It was the episode of "Parenthood" last week that really hit me. The mom was trying to explain something to the teen daughter, trying to prove that her voice had value. The teen was, of course, blowing her off.
It took the dad taking the teen daughter to the park her mom helped create during her years on city staff to prove that mom not only had worth, mom did some pretty cool things pre-kids.
That's me. That's every one of my friends.
It's like we live two lives, constantly in tension. There's the Us-Who-Do-Career-Things. We do damn cool work. I've put together textbooks, edited and written stuff that city planning students are apparently forced to read as coursework. I've edited websites and alumni magazines.
Heck, I just presented at a major conference last week as an expert in a session. Scary, I know. But true.
My kids are oblivious. They only know me as Mom, washer of clothes, finder of stuff, cooker of food.
I have tried to show my eldest that I do cool things. Meh. She won't even read my books.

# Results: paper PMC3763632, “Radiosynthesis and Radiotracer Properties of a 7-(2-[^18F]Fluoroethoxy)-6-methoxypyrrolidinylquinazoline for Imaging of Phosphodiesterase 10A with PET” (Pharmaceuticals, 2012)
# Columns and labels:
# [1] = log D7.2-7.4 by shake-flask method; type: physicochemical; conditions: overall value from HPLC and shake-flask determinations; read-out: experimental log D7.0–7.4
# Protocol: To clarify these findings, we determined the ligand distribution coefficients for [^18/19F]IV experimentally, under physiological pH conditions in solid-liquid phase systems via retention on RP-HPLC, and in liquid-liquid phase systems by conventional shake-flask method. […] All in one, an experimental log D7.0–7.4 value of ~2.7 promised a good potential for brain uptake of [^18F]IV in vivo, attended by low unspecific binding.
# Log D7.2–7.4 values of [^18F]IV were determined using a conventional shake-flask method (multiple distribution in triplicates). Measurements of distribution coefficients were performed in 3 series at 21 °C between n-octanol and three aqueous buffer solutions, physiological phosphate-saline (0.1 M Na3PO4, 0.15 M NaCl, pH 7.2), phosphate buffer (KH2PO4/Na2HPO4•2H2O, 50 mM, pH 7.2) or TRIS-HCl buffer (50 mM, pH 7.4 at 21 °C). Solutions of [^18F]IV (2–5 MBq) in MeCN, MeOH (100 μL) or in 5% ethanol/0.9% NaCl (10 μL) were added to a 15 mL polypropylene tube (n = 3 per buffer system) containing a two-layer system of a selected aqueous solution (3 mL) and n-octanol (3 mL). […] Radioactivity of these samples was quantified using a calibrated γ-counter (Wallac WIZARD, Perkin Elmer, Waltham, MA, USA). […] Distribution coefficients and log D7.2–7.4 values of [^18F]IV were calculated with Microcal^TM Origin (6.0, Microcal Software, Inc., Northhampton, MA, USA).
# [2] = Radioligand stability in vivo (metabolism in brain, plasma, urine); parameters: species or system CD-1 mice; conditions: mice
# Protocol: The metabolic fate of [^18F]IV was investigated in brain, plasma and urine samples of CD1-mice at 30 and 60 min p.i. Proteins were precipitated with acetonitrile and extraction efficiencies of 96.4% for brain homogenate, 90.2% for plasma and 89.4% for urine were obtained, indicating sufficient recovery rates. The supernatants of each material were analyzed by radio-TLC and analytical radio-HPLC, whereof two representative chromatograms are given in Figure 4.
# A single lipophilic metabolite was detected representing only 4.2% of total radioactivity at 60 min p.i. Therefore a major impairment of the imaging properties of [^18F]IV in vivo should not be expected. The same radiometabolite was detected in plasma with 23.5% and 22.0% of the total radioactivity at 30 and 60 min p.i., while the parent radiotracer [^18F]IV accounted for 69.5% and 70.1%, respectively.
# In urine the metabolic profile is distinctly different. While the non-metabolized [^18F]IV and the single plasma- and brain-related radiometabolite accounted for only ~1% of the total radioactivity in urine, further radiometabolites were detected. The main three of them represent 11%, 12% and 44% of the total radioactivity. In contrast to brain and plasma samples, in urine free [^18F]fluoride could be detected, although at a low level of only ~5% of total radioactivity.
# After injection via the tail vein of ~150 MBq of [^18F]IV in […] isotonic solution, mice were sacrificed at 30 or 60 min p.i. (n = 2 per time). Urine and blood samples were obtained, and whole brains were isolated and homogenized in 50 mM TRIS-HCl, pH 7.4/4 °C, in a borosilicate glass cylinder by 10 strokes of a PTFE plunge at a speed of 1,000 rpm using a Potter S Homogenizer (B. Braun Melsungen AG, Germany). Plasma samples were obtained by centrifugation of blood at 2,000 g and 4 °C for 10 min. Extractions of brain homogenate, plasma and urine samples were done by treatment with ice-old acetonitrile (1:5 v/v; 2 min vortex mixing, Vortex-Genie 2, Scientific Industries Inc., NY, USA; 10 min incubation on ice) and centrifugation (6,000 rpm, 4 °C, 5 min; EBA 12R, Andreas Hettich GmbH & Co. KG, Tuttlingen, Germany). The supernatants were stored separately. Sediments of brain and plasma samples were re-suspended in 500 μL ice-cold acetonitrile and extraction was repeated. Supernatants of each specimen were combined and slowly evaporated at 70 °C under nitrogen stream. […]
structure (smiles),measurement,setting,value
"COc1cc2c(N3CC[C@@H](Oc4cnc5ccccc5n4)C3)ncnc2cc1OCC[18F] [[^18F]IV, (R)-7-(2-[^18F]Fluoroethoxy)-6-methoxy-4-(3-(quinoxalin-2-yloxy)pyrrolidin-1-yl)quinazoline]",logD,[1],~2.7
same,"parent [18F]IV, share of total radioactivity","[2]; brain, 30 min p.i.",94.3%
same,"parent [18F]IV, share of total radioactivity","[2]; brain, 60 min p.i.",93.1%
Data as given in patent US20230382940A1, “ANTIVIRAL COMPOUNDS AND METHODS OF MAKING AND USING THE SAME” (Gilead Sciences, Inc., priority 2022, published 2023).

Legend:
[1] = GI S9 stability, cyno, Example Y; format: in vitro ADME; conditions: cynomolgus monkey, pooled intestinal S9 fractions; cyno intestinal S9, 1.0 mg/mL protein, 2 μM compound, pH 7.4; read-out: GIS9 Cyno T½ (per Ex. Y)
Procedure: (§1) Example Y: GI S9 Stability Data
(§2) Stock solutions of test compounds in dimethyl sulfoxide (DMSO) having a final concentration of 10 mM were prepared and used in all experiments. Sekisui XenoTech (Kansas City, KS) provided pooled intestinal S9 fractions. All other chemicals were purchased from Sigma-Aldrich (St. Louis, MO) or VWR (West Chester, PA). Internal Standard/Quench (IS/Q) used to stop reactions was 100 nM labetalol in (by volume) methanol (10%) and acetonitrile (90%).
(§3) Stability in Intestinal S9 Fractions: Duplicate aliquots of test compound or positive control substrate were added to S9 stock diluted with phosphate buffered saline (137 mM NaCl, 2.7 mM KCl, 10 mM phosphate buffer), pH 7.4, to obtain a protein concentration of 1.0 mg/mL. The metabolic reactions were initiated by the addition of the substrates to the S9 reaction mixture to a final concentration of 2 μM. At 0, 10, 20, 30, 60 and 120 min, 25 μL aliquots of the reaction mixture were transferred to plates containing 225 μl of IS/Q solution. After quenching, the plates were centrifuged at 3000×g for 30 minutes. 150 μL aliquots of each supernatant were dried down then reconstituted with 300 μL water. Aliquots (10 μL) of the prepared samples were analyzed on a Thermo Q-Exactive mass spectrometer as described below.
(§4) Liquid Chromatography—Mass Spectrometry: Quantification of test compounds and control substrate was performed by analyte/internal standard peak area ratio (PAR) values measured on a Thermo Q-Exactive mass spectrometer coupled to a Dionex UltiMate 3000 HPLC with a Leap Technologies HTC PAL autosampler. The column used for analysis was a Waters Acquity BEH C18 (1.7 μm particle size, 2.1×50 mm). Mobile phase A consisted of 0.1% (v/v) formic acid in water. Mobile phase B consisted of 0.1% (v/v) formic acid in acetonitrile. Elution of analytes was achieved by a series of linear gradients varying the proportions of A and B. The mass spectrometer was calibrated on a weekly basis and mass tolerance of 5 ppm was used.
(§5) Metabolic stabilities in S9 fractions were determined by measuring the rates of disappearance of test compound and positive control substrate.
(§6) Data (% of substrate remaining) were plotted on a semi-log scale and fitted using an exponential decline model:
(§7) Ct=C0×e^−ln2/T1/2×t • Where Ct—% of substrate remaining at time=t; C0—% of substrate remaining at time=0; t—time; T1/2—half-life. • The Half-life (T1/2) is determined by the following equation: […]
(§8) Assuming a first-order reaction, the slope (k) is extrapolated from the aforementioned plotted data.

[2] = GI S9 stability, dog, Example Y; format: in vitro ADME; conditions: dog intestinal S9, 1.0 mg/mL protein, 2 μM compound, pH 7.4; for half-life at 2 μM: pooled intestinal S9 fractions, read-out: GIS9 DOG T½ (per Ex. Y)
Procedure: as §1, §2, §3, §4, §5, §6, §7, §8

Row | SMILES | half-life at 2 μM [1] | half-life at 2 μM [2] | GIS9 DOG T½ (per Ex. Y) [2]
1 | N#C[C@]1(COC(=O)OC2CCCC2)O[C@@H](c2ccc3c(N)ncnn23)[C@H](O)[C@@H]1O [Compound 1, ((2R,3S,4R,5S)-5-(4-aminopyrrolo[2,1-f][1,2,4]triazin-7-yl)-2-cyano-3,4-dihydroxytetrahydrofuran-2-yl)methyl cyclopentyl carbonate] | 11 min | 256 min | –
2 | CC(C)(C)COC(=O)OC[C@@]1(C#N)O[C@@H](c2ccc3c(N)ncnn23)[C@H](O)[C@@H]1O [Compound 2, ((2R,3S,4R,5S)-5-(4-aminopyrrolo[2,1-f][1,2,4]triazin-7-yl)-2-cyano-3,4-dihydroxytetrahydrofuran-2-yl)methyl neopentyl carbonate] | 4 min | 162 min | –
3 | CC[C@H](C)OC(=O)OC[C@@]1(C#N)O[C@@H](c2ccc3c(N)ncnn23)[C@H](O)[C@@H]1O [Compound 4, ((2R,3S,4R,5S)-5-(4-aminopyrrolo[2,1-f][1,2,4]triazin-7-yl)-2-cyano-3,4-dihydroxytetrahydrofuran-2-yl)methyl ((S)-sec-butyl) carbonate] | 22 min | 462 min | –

It isn't just Mommies who get this treatment, apparently. My husband presented at a different session. We were gone four days. We came back, the kids shrugged, and when we mentioned at dinner how our presentations went, the eldest looked at us funny and said, "You presented?"
Perhaps that is how it should be.
I never knew, until he was too old to care, that my crotchety grandfather was apparently well-known enough to win multiple awards for corn production, that he was one of the men on the board of our church who rebuilt the structure from scratch (although I do wish now he'd stuck to his opinion that they needed 12 more pews in back and put the choir in a true loft), who fought the county commission and had them construct a real bridge, rather than an old-fashioned ford crossing, over the creek near our family's farm.
But it sure would be nice for the younger generation to see that we have more than one facet of our identity, kwim?